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=SUM(all)’s Eco-Equality project was built on the hypothesis that the effective promotion of cycling as a viable means of transport could reduce a city’s fossil fuel emissions by 2030, a target set by many cities in the face of the current climate emergency. Widely available data on transport was interrogated then narrowed the scope to the project group’s own city, Edinburgh, to see whether it supported the hypothesis.
=SUM(all) examined data and literature from global to local sources. This led to rich opportunities for discussion enabling =SUM(all) to form the hypothesis and narrow the scope of the task. Coding, visualisation and data analytics skills were applied to interrogate the data more granularly with tools including Python, Tableau, PowerBI, Excel. Collaboration tools such as Miro, Slack, GitHub were used with the final design being done in Canva.
The data for this project was taken from multiple sources – Edinburgh bike hire data came from the Just Eat Bike hire scheme, while the Spaces For People Project data came from the City of Edinburgh Council. All data was opensource and, in the case of the Just Eat bike hire data, continuously updated.
Additionally, to examine how accessible are bike hire stations throughout the city, the data for Edinburgh from the Scottish Index of Multiple Deprivation was used to create an interactive map of the bike hire stations and their spread throughout all socioeconomic levels, also known as levels of deprivation.
Key findings can be seen in the following charts:
1) The map above shows that Just Eat bike stations are not located in areas affected by multiple deprivation, exacerbating existing transport inequalities linked to poverty and emphasising lack of access to green transport.
2) The chord charts focus on journeys that start and end in Portobello showing the bike scheme benefits tourists and students rather than residents.
3) An interactive map can be accessed here.
The graph on the left shows that the number of bike hire stations is lower in more deprived areas (1-5), and higher in less deprived areas (6-10).
Spaces For People Data
The City of Edinburgh has committed to significantly reducing its carbon emissions by 2030 and creating safe walking and cycling spaces for people. =SUM(all) interrogated some of its data relating to cycling and its recent “Spaces for People” project.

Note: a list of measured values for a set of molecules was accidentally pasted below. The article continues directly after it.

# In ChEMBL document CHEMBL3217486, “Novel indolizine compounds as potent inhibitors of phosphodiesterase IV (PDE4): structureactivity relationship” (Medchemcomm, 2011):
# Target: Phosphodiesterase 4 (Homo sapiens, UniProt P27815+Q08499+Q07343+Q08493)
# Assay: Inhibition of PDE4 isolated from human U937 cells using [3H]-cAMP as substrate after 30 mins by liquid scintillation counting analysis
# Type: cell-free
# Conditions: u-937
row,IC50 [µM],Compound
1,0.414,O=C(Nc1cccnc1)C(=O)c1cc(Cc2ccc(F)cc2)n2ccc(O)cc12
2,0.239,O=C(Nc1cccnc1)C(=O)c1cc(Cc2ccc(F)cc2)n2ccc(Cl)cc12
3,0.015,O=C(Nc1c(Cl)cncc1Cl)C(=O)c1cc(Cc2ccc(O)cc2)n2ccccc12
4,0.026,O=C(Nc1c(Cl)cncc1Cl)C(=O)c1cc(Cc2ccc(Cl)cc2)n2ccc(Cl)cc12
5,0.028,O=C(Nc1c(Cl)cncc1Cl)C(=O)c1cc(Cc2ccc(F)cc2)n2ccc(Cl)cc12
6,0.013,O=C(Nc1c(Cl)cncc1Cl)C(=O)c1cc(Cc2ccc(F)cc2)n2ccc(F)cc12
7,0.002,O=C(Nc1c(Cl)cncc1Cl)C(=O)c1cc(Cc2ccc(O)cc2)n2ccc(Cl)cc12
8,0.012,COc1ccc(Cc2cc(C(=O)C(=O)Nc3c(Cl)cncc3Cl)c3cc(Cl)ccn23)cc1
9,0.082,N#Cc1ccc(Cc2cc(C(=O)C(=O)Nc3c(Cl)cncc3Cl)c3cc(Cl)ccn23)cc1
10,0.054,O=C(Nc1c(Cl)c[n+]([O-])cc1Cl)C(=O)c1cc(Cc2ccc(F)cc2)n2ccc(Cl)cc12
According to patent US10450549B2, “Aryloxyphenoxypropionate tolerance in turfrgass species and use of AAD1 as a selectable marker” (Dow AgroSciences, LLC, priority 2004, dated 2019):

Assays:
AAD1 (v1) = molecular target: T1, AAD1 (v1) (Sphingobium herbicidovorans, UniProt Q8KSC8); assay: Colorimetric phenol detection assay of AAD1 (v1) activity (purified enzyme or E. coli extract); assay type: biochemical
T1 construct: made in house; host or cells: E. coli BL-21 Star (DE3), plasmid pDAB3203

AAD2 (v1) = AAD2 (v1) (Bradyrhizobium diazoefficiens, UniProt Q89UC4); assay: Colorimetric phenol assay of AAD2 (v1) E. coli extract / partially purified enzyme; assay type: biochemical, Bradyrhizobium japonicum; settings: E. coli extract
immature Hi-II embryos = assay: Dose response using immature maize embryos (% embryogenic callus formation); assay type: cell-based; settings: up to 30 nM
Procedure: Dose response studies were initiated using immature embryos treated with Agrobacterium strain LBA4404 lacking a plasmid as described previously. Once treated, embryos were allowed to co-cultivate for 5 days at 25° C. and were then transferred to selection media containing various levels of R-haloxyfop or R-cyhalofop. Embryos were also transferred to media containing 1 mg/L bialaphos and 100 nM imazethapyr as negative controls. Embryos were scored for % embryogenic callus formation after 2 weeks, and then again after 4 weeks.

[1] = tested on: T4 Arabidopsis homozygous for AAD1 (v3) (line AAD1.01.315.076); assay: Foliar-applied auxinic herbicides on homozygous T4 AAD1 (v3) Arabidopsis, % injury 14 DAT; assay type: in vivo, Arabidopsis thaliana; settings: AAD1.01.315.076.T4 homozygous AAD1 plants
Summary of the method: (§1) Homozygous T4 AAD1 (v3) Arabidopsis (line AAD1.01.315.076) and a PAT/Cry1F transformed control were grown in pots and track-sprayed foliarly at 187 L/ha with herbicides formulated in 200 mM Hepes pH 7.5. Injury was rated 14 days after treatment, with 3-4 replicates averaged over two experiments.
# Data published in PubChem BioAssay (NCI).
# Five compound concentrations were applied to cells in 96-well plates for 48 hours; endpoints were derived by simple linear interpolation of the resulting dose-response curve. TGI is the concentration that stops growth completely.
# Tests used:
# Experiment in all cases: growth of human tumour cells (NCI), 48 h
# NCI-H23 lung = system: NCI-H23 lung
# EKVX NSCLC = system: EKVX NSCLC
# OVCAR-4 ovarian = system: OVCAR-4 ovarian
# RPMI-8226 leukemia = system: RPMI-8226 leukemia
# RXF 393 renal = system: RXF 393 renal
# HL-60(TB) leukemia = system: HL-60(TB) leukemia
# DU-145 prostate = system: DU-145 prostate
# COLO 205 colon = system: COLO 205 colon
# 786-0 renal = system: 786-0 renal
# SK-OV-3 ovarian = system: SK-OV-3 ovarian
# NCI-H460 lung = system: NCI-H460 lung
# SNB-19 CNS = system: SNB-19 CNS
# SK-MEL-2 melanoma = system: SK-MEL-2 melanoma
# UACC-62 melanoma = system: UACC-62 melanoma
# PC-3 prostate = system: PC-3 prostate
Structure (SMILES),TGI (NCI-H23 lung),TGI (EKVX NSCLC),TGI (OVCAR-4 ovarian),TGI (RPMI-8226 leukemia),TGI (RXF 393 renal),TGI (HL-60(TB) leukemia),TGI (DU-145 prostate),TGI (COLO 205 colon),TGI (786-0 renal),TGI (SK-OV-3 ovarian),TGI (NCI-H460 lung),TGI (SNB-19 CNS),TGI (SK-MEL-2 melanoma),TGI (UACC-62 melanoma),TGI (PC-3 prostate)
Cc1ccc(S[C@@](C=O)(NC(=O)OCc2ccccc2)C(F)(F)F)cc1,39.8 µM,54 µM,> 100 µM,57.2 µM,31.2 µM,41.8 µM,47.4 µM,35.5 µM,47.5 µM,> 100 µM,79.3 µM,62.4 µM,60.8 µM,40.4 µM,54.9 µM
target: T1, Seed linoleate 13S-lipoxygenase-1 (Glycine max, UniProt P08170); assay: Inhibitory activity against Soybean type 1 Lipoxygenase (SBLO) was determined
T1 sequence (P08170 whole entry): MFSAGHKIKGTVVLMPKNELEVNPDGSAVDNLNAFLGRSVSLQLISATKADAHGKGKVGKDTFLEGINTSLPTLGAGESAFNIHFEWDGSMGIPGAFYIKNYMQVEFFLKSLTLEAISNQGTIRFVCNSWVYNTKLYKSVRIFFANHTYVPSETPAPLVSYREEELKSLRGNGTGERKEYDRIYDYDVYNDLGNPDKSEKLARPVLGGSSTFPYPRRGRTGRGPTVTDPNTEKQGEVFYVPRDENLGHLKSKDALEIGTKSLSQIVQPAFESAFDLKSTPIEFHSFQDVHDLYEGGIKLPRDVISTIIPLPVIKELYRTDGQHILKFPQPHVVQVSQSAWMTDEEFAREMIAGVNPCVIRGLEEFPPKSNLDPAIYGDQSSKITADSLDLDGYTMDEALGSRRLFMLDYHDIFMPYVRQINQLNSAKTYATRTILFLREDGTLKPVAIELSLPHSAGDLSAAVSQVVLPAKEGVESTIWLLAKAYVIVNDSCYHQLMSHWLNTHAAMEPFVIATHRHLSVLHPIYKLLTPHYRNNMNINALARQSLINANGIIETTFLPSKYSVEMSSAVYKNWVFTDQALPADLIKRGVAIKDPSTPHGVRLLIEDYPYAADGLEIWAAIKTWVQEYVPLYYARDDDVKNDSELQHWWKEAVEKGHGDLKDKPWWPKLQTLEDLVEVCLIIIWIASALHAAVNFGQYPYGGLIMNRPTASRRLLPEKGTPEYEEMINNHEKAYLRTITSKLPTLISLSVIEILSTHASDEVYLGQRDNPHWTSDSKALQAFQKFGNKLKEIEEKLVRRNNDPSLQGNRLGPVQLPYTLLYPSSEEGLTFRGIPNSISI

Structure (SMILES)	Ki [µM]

The graph on the right shows the distribution of access to private transport (no access, 1 car, 2 cars) across different areas in Edinburgh (Central, East, North, South).
Navy – not supportive of City of Edinburgh Spaces For People measures.
Orange – supportive of City of Edinburgh Spaces For People measures.
The residents of Edinburgh are largely in support of the new measures designed to improve travel for cyclists and pedestrians.
=SUM(all) analysed how males and females differ in their attitudes towards the Spaces for People project.
Similarly, the same analysis was done on different areas of Edinburgh to see how attitudes to various measures proposed by the Spaces for People project differ across Edinburgh.
Access these graphs here.
As the Spaces for People project is largely concerned with improving infrastructure for all road users, with the emphasis on cyclists and pedestrians, it was important to look at green transport availability in conjunction with the proposed measures and the residents’ attitudes towards them. While no particular area of Edinburgh or gender shows strong opposition to the measures, the data could have captured the socioeconomic status of the respondents better, as well as reflected how different genders use transport to get around the city and in what ways they would be impacted by the changes.
In conclusion, green transport options are not widely accessible to all residents of Edinburgh – this should be taken into account when planning cycle routes and major transport works. The findings suggest that higher importance should be placed on developing equal and inclusive, community-wide access to bikes, as this is currently severely lacking. More information on the findings can be found here.
“While doing this project, I implemented the data analysis skills that I learnt during the course. I enjoyed learning and using new tools like Miro, GitHub, Tableau. It was a great experience to work in a team and learn from each other. I enjoyed our discussions while working on the project. It was a good learning to listen to each other’s views and then to implement the ideas we discussed.”
“I have done bachelor’s degree in computer science. Initially I worked as a computer trainer and then software tester in India. After relocating to UK, because of my childcare responsibilities, I couldn’t work. After a gap of few years, I started working as a librarian.
I love programming and always wanted to work in Information Technology. However, the biggest challenge is the gap of few years where I was away from Information technology job.
After completing “PDA in Data Science” course, I feel that my dream can come true!”
“I have joined Kaggle to practise my data analysis skills and also to improve my knowledge.
I am really keen to work in this field. Hence looking forward to the right opportunity. Until then, I will practice and improve my skills in this field!”
“My early career background was in business (running an agency promoting fashion and design). Later I worked as an English Language Teacher with adults attending English language schools in Edinburgh and London then with Teacher Trainees on degree level courses in Universities in Poland.”
“Latterly I have worked as a Disability Adviser in Scottish universities advising staff about legislation, policy and procedures when working with students who disclose disabilities. I also assessed and reported the needs of disabled students to lecturers and to Student Award Agency Scotland (SAAS) so students were able to access funding for any specialist support and technology they needed. “